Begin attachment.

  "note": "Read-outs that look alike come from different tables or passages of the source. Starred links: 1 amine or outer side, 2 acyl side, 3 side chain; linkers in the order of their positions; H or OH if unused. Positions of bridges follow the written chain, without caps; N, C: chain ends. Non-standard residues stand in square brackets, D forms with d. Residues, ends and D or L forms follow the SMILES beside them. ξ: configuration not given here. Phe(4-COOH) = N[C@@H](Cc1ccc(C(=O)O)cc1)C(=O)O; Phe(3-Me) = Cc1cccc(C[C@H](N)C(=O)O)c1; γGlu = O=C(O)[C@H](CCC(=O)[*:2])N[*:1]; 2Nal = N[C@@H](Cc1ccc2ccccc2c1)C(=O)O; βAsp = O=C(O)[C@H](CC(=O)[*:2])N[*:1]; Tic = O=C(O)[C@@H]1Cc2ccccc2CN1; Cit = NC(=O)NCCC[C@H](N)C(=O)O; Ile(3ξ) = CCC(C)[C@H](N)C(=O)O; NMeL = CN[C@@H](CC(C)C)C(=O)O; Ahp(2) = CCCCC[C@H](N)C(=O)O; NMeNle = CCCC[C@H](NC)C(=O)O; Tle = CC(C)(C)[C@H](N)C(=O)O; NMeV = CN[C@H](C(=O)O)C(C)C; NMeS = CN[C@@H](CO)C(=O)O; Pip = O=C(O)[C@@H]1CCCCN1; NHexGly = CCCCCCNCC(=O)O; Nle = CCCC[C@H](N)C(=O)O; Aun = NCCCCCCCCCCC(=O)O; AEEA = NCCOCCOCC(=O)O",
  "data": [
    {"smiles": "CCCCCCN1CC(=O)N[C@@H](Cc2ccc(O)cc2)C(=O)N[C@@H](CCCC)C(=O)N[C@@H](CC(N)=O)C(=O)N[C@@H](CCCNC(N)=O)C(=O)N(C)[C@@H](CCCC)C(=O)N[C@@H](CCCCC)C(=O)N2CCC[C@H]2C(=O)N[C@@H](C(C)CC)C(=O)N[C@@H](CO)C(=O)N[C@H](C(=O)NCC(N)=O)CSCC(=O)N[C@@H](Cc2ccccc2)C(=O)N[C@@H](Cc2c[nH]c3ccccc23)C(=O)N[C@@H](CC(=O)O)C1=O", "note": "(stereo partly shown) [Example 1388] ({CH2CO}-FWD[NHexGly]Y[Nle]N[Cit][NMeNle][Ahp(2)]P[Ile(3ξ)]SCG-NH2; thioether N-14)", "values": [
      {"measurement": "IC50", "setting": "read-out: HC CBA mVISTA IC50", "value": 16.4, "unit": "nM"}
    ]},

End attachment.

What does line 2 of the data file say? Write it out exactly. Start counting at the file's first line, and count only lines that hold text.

  "data": [